Michigan has two veterans homes, one in Grand Rapids and another in Marquette, that house nearly 460 veterans. The state will replace and downsize the one in Grand Rapids — which has grappled with problems such as insufficient care and inadequate staffing levels — and build a new home in the Detroit area. They will each have 128 beds, as part of a long-term initiative to transition from two homes in the western and far-northern regions of Michigan to seven new, smaller ones spread across the state.
The current multi-story, hospital-like buildings will be jettisoned for modern houses that are more like a real "home."
The Michigan Veterans Facility Authority wants to begin construction on the new Grand Rapids facility in September. It will be located near the existing home.
The search continues for a site in southeast Michigan.
Independent tests show Flint water quality is improving
FLINT (AP) — Independent tests are confirming that water quality in Flint has improved.
The tests were required under a legal settlement between the state of Michigan and Flint residents. The Natural Resources Defense Council said Friday that tests at 92 homes showed lead levels far below the federal action level of 15 parts per billion.
NRDC attorney Dimple Chaudhary says the results "are promising." The work was performed by Susan Masten of Michigan State University.
Gov. Rick Snyder last week cited water quality as a reason to stop offering free bottled water. The decision isn't unanimous. Mayor Karen Weaver wants free water until all pipes are replaced at homes, a job that will last another 18 months or more.
Protesters gathered at the state Capitol this week to criticize Snyder's decision.
2-ton sections of iconic Mackinac Bridge up for sale
ST. IGNACE (AP) — A chunk of the Mackinac Bridge can be yours if you can get it home — which is easier said than done.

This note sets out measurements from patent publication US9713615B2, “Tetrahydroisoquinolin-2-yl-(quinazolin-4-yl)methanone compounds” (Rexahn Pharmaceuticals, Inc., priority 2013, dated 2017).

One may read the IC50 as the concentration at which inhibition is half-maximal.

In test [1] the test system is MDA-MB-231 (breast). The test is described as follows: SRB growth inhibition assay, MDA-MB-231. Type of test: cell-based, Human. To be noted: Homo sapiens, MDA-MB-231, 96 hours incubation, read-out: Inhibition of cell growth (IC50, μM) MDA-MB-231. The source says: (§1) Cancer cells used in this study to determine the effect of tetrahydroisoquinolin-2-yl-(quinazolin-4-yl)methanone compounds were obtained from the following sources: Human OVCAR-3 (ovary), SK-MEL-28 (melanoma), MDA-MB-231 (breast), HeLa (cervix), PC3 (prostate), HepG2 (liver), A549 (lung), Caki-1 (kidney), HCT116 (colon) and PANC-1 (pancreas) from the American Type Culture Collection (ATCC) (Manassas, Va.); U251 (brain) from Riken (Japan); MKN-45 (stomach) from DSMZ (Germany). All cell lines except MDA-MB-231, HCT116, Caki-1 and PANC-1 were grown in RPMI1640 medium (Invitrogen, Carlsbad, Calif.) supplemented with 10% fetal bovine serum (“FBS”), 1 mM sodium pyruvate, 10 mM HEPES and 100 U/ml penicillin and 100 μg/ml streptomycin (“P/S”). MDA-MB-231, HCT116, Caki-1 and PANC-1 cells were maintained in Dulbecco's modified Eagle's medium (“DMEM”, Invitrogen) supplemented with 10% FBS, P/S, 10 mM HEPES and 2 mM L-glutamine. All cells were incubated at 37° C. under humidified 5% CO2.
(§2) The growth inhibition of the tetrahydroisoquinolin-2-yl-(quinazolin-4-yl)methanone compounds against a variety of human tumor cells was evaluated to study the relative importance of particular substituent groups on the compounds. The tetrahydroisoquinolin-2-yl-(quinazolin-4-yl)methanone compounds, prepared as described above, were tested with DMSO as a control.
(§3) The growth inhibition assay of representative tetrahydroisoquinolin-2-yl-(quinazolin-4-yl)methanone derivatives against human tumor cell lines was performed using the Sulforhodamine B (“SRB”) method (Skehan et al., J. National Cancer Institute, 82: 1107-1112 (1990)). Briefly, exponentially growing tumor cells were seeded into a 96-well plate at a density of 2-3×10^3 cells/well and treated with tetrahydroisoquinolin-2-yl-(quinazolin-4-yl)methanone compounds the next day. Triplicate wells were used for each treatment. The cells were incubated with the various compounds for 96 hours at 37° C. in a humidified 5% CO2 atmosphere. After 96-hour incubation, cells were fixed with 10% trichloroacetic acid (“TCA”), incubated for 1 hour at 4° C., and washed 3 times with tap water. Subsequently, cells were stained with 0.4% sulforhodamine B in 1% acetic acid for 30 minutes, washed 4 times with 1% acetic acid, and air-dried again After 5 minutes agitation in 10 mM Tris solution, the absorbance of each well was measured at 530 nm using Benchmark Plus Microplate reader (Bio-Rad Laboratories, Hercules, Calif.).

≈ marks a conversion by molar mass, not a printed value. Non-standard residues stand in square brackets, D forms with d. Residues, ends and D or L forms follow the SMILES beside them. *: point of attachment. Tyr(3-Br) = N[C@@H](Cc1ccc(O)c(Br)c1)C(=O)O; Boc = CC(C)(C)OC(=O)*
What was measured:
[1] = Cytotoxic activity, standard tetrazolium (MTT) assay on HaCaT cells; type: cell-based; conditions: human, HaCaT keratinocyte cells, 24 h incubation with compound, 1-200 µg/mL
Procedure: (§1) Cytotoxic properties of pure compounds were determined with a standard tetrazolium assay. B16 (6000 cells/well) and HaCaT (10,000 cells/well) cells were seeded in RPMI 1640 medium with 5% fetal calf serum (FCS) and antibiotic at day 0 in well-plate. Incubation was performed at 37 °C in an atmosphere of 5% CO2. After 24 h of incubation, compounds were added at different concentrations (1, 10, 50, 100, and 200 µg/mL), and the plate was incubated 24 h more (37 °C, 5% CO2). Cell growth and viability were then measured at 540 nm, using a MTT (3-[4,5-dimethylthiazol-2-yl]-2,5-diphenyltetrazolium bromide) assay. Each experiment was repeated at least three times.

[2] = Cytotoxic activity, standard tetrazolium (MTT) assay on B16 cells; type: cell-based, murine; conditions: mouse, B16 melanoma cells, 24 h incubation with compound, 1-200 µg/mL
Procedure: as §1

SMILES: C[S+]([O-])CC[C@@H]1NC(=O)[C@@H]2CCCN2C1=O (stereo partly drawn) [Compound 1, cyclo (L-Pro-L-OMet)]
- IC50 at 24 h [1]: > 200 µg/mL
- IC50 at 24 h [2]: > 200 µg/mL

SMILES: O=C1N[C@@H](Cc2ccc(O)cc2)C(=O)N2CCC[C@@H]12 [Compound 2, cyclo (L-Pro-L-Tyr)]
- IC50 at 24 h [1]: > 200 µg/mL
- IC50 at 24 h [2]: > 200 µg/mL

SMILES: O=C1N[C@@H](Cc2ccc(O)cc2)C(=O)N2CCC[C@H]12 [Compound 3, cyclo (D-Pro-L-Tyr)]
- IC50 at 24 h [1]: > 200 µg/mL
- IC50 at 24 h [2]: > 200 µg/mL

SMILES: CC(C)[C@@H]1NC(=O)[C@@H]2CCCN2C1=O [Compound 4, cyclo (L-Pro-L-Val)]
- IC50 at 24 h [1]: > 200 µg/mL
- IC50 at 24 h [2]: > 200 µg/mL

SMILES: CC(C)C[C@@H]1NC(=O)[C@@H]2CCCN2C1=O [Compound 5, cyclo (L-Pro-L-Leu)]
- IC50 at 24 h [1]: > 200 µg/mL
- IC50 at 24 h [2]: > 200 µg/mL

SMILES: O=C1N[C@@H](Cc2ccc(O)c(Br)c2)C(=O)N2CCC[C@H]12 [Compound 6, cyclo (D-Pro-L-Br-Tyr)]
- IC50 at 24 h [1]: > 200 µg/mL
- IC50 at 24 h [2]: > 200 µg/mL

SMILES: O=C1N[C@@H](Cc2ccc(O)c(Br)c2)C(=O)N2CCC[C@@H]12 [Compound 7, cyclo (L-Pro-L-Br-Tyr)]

Sections of the bridge's original steel grating are going on the auction block. Each one is about 5.5 feet wide, 38 feet long and weighs two tons.
Seven identical sections of the grating will be sold in an online auction that ends April 19 at 9 a.m.
The bridge authority says it will cut a section into two shorter pieces if the buyer wants and will load them for transport.
Woman who didn't live with late husband seeks inheritance
SAGINAW (AP) — Can a woman inherit from her husband's estate if they lived apart for more than 30 years?
The Michigan Supreme Court heard arguments Thursday in a dispute about the relationship between Maggie Erwin and her late husband, James Erwin Sr. The case could break new ground in estate law.
The Erwins were married in 1968 and had four children, but the Saginaw couple didn't live together after 1976. James Erwin died in 2012 without a will.
Michigan law says a spouse can lose inheritance rights if he or she was "willfully absent" for a year or more. But the law doesn't define "willfully absent."
Maggie Erwin's attorney said she still maintained "emotional bonds" with James Erwin. Valerie Kutz-Otway said it's a "crazy world," and spouses live separately for many reasons.